Critical information about the execution of CAMS should be displayed to the user through the Graphical User Interface. Nevertheless, less important pieces of information that are only useful to developers to diagnose the system can be recorded in logs. Messages can be also displayed in the terminal window.
CAMS logging configuration¶
Logging in CAMS uses python logging library
Python loggers are typically named after the module they are defined in (i.e.: nephelae.database.CloudData) From the advanced python logging tutorial
A good convention to use when naming loggers is to use a module-level logger, in each module which uses logging, named as follows:
logger = logging.getLogger(__name__)
This means that logger names track the package/module hierarchy, and it’s intuitively obvious where events are logged just from the logger name.
CAMS uses this scheme with loggers defined per module/file. Because the CAMS code base layout is one class = one module, the number of logger objects can be big. Check if this extensive logging approach has in impact in performance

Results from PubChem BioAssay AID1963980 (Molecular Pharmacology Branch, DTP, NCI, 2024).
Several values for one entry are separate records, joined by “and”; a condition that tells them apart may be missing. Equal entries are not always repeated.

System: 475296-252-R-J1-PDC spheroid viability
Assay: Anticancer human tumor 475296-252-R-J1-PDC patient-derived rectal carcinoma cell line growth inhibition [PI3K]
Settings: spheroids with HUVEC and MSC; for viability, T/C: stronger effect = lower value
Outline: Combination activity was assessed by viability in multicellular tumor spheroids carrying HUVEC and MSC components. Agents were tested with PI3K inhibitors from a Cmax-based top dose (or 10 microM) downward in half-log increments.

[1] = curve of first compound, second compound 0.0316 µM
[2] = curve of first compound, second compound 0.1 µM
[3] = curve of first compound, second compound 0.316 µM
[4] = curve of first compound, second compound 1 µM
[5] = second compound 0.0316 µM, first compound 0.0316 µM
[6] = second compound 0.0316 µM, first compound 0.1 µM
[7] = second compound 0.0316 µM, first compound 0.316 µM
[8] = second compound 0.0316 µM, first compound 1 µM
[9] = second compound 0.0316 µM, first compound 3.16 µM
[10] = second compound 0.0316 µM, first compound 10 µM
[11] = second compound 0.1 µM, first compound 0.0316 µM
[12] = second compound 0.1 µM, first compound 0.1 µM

The recommended logger initialization in CAMS is to run the following code before any module imports:
_logger = logging.getLogger(__name__)
Single leading underscore indicates that the object is not part of the public API.
The python logging guide recommends adding the empty handler be default to prevent "No handlers could be found for logger X.Y.Z" messages from appearing.
Django configures handlers by default so there is no risk for CAMS unless libraries are used independently.
Setup the log level¶
Environment variables control the log level by setting them to one of
DJANGO_LOG_LEVELdjango related loggers
CAMS_LOG_LEVELgeneral log level (cams libraries and external)
Detailed configuration options are found in the django settings for the gui project (